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A 16 year veteran of the semiconductor industry, David has been successful in bringing multiple innovative software products to market in the semiconductor, display, and solar industries. David has also done extensive work in the areas of material handling controls, RFID, and advanced short-interval scheduling.
Given the inherently complex nature of semiconductor manufacturing, chip makers are increasingly using automated software systems to make fabs more intelligent and responsive, with the ultimate goal of improving productivity and yield.
Chipmaking is arguably the most complex manufacturing operation in human history. To illustrate this:
A modern megafab – one that processes over a million wafers a year – contains hundreds of individual machines and turns out billions of finished chips a year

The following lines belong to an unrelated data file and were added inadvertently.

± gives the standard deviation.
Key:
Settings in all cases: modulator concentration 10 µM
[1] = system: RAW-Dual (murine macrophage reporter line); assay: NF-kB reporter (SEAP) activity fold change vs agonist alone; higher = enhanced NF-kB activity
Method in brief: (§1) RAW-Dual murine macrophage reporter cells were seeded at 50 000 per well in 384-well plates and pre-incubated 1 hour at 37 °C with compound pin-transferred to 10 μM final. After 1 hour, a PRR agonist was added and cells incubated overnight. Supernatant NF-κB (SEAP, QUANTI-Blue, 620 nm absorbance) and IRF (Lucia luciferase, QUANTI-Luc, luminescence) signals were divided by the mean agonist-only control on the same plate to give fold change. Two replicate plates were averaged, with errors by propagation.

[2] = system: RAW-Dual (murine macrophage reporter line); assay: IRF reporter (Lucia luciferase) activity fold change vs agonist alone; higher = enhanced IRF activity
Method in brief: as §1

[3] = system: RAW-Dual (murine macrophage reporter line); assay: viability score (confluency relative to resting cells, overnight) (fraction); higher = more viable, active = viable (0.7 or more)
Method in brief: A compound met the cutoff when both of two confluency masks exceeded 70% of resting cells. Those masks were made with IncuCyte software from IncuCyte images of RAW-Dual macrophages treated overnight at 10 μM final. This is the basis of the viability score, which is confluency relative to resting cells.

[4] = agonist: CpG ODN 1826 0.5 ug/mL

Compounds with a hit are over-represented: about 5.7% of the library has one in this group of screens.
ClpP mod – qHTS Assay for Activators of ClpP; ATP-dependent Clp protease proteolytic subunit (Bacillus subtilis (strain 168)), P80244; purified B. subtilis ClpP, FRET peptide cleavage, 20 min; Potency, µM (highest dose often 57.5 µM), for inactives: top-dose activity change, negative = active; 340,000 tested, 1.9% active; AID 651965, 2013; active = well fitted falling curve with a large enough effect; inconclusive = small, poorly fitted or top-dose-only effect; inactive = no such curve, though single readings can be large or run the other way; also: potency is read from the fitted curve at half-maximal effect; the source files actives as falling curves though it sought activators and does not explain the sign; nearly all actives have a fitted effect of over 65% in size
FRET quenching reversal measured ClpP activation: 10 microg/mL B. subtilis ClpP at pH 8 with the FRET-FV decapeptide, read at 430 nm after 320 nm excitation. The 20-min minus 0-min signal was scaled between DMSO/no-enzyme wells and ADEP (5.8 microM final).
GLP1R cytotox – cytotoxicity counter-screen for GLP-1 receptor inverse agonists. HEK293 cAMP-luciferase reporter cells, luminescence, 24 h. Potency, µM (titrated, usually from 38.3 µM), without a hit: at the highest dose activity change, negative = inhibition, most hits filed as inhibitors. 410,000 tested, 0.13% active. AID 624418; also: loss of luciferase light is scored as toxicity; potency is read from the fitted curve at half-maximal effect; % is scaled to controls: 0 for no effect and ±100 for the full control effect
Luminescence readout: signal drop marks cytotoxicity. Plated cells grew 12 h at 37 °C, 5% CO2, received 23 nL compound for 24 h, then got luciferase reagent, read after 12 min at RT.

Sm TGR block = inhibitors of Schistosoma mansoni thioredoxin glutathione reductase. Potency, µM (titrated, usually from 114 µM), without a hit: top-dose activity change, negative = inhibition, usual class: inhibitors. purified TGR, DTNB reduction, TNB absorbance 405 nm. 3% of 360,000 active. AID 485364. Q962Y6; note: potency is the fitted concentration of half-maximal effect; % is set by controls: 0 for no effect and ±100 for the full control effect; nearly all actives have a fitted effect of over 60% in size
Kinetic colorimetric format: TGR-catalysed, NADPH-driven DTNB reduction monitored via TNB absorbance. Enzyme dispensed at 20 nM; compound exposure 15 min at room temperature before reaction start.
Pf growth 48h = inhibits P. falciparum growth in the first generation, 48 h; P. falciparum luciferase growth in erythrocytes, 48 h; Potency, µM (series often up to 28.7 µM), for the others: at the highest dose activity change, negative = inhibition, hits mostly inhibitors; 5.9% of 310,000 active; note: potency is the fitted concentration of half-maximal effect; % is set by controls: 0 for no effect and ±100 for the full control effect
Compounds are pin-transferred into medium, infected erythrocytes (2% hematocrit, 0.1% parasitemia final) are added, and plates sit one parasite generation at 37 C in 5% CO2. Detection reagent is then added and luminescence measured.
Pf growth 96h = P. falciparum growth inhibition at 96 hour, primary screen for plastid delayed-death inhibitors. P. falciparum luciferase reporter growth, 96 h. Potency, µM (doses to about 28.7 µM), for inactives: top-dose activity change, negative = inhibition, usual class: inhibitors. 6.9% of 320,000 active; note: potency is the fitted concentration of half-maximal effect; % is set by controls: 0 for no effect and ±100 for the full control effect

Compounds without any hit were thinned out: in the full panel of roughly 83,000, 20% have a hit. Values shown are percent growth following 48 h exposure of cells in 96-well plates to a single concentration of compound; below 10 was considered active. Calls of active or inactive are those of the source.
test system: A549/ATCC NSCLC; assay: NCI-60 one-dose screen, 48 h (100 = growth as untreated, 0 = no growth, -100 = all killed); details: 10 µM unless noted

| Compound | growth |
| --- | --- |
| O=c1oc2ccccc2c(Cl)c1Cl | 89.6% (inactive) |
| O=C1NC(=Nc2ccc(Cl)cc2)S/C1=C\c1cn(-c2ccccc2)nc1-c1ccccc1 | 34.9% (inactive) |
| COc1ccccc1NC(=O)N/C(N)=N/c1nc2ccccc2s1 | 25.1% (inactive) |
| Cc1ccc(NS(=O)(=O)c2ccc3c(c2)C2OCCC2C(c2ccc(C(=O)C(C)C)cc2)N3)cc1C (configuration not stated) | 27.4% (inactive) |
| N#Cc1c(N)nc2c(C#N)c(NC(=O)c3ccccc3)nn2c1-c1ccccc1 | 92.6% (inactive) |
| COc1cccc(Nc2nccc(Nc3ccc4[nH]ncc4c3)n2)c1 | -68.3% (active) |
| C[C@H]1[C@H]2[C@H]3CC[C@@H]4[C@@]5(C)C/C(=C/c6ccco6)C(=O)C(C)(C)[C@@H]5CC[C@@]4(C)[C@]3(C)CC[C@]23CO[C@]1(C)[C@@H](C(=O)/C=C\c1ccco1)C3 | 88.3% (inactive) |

It can take over 750 individual process steps to make a modern microprocessor
The number of different types of chips being made simultaneously is growing while adding more layers to each one. As technology continues to progress the size of the chips are shrinking and manufacturing constraints are increasing
How is this complexity handled? By computers, of course, using a similarly complex piece of software called a manufacturing execution system (MES) which keeps track of every machine and every wafer in the fab.
At Applied Materials, we’ve taken software automation to the next level. Our SmartSched software doesn’t just react to changing fab conditions; it peers into the future. This video shows how it works.
There is a strong need to use optimization systems and processes to better match lots and tools, especially in photolithography which is a known bottleneck area. Keeping litho tools fully utilized and reducing wafer cycle time is key to meeting on-time customer delivery. These benefits are realized by repeatedly creating new litho schedules based on the changing state of the fab. Prediction provides a snapshot of the future, allowing better lot grouping and increased tool utilization.